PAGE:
I love the glimpse we get of the Americans in In The Loop. Linton is a brilliant character, a proper confident steamroller of a man who talks for so long despite saying absolutely fuck-all. It's like he barely knows what words are even coming out of his mouth. Such a fun performance.

Chad is great as well, which is a given, given Zach Woods. I love when Toby's taking the piss out of him, suggesting that for the poster he's printinghe uses the font the SS used, and Chad just takes it completely straight. "Uh... well that obviously, uh, has bad connotations." "Heavy metal?" "No, the SS."

It's such a good film. It's the perfect film to make of the series. The way it escalates into America, and you get this great sense of how the political situation The Thick of It explores is totally fucking unprepared for such enormous things. I think it's perfect.

Re: What do you reckon to Malcolm Tucker?
« Reply #186 on: February 16, 2019, 07:26:13 PM »
My favourite bit is Glenn and Gina McKee sniggering like actual children at Ollie claiming perhaps he was unfaithful to stop the war.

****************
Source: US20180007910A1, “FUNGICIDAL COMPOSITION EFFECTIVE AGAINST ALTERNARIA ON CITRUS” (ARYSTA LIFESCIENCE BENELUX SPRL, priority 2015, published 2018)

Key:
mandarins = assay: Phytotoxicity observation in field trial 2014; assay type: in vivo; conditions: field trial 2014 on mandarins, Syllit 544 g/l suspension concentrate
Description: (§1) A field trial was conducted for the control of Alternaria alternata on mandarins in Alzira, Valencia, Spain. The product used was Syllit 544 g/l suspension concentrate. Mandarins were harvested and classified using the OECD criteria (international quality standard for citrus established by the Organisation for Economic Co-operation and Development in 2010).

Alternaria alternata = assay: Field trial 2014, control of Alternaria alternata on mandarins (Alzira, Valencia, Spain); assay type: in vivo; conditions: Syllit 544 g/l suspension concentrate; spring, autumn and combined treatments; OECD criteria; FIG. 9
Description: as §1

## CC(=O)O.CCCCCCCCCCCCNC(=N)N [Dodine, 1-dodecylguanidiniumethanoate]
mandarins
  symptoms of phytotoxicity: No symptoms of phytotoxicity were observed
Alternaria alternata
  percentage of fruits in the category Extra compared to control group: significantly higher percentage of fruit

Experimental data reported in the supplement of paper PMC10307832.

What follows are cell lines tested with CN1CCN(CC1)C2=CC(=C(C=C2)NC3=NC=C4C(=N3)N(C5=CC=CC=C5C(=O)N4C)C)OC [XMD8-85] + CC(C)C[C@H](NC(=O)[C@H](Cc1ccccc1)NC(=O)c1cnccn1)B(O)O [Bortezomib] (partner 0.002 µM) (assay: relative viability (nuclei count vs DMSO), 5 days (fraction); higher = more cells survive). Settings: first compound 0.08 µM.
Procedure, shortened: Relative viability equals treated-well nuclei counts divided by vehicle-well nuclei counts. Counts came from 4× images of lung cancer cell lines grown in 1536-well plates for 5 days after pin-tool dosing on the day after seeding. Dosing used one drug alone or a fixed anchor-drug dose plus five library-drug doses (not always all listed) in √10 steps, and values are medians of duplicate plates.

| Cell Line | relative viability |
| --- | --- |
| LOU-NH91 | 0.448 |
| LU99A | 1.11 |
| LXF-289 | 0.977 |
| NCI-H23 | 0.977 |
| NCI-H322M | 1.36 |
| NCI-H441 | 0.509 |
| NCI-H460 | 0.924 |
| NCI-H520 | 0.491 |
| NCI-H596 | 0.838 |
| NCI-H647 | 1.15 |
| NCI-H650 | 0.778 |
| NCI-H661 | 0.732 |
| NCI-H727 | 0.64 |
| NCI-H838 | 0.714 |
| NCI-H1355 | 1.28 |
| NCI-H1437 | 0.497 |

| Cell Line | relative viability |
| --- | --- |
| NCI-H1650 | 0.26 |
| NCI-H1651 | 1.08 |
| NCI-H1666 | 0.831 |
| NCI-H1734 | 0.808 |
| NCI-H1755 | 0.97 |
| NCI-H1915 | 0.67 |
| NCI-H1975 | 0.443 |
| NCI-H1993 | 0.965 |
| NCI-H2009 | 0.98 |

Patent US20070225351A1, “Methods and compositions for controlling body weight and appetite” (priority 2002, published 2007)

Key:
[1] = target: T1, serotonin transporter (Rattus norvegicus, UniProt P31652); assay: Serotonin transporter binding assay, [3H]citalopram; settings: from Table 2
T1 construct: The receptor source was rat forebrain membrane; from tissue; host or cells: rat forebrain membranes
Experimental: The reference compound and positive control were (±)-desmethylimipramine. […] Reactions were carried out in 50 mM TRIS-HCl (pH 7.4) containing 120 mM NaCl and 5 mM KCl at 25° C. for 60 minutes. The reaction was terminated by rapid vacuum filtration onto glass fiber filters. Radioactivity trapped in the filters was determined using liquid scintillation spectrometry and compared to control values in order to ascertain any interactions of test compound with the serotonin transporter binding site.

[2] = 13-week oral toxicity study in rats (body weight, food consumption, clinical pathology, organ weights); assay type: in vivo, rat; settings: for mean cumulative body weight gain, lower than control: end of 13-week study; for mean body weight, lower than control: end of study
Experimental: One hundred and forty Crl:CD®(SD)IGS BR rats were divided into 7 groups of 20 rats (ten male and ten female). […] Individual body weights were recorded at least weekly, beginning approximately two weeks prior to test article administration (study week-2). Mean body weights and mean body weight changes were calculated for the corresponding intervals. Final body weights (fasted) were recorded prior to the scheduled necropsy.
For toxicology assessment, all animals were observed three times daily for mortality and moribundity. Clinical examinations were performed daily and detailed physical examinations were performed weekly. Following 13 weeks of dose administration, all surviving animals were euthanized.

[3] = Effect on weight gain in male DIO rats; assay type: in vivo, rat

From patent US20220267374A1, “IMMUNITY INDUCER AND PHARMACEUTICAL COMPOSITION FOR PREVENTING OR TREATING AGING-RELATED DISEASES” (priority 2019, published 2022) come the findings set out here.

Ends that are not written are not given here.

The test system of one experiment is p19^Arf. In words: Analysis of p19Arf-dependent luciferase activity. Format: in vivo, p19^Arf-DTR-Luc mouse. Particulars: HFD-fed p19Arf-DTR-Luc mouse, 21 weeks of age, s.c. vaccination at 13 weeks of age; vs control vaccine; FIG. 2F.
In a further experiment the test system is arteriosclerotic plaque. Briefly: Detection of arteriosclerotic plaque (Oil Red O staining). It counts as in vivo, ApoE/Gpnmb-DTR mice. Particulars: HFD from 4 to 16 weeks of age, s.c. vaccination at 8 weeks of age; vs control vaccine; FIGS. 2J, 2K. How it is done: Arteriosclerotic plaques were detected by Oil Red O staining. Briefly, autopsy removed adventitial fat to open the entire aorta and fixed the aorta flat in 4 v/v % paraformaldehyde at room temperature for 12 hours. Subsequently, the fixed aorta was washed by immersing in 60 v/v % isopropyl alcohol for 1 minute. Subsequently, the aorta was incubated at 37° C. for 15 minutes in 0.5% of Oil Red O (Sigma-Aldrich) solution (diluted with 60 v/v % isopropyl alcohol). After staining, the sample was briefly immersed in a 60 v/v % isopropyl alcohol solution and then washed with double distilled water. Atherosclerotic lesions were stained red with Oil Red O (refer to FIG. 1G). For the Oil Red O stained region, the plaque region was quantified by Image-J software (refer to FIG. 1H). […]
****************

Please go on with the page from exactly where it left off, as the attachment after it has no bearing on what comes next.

BritishHobo

  • That is a really reductive impression
Re: What do you reckon to Malcolm Tucker?
« Reply #187 on: February 17, 2019, 05:11:31 PM »
I've never properly appreciated McKee in it before, but I found this time I love how she gets on everyone's tits simply by, like Terri, just doing her job, while everyone around her blames her for their own fuck-ups. Her contempt for Toby is great fun, as is Olivia Poulet's. The bit where Toby is throwing a tantrum while moving out, and she just keeps slaughtering him every time. James Smith coming in at the end of the film and moving his bag as well. I wonder if they ever tried to find room for Roger Allam, as he's the one other person you'd expect to get a cameo (apart from maybe Stewart and Robyn).